Oliver Assayas' Wasp Network isn't able to build sufficient levels of suspense or make us feel a strong connection with any of the characters.

Film Review: Wasp Network

Film Reviews

Wasp Network
Director:  Olivier Assayas

Memento Films
Streaming on Netflix: 06.19

There’s an inherent difficulty in historical drama in that you’re making a movie that has to appeal to people who are interested in history, but you also want to let the drama play out, complete with twists and turns. Obviously, sometimes it’s easy enough to get past this: Everybody knew what happened to the Titanic, and that Lincoln was going to succeed in passing the 13th amendment. But if you’re telling a less iconic story—such as that of the Cuban Five spy ring—then you have to make a decision as to which you are more concerned with: history or drama. Wasp Network is so tentative in making a decision on this question that it falls just barely short of really providing either one.

In the early 1990s, a Cuban pilot named René González (Édgar Ramírez) leaves his wife, Olga (Penélope Cruz), and his young daughter behind in the communist island nation to defect to the United States, where he begins a new life. But while René may appear to be a freedom-loving citizen pursuing the American dream, he might as well be a robot that turns into a Volkwagen—there is more to him than meets the eye.  Joining forces with a group of Cuban exiles in South Florida known as the Wasp Network, led by an undercover operative known as Manuel Viramontez, a.k.a. Gerardo Hernandez (Gael García Bernal), he becomes part of a pro-Castro spy ring tasked with observing and infiltrating Cuban-American terror groups who plan attacks against the Communist regime.

Director Olivier Assayas (Personal Shopper) has created a film that is easy on the eyes and has a nice, widescreen cinematic feel, but the pacing is sluggish and the requirements of the story make it difficult to feel much of a connection to these characters. The actors are engaging enough; Ramírez certainly fares better here than he did in The Last Days of American Crime, and he has some very strong moments. Wagner Moura is equally charismatic and enigmatic as Juan Pablo Roque, another pilot who becomes a minor celebrity for his daring swim to American waters. Moura seems to be trying to carve a very specific niche out of being that guy who makes love to Ana de Armas in Netflix movies (they played a couple earlier this year in Sergio). I’ve got to say, regarding worries of being pigeonholed as an actor, Wagner does not have my sympathies. García Bernal is quite a presence, but he’s given far too little screen time. Cruz and de Armas give arguably the best performances, in no small part because they are given the only two characters we really get to know and understand on a personal level.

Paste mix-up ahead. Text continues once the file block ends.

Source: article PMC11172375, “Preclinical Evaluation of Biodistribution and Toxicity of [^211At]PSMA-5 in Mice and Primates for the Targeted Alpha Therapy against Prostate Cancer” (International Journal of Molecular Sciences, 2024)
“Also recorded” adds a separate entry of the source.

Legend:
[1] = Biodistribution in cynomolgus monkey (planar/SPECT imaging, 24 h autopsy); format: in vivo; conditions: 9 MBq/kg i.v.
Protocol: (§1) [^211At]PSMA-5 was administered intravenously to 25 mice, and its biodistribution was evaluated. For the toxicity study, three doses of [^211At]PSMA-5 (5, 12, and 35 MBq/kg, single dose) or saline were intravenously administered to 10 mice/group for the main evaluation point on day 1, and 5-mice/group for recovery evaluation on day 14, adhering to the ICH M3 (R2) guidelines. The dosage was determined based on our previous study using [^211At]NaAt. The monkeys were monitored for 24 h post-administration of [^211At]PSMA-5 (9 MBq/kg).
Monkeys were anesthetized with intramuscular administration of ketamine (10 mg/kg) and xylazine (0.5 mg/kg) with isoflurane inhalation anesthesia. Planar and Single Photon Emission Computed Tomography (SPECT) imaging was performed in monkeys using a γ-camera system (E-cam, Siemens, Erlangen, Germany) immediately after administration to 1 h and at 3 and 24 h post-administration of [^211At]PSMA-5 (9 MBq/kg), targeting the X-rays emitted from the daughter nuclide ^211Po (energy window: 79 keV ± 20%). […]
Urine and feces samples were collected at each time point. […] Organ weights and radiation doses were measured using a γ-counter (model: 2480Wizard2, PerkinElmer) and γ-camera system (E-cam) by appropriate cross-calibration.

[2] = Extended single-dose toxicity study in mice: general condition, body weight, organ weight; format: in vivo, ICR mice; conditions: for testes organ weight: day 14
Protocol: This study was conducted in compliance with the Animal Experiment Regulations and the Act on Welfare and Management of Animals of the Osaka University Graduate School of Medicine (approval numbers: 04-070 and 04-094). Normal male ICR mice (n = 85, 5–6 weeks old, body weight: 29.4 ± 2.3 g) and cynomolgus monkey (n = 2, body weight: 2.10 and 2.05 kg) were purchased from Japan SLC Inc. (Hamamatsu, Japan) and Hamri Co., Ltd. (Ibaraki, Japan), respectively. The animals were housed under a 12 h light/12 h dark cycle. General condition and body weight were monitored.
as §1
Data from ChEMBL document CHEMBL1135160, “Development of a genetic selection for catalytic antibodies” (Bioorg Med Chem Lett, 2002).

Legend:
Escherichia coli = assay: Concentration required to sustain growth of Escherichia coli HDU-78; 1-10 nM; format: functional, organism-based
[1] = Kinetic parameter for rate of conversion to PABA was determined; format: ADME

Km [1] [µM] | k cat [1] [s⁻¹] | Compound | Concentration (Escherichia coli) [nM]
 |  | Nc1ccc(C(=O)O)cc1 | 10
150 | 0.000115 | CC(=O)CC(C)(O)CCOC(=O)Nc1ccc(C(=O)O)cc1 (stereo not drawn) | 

It’s a shame that this film, which was inspired by the nonfiction book The Last Soldiers of the Cold War by Fernardo Morais, isn’t able to build sufficient levels of suspense or make us feel a strong connection with any of the characters. Wasp Network is not a bad film, it’s just a very flat one. The strongest element by far  is the illustration of how in the world of espionage, treason and heroism are entirely subjective. It’s weakest is that it sits so firmly on the fence about whether it is glorifying or condemning anyone’s actions or motivations that the movie is completely lacking in passion and commitment. In stark contrast to its protagonists, Wasp Network just can’t seem to find a clear reason to exist. –Patrick Gibbs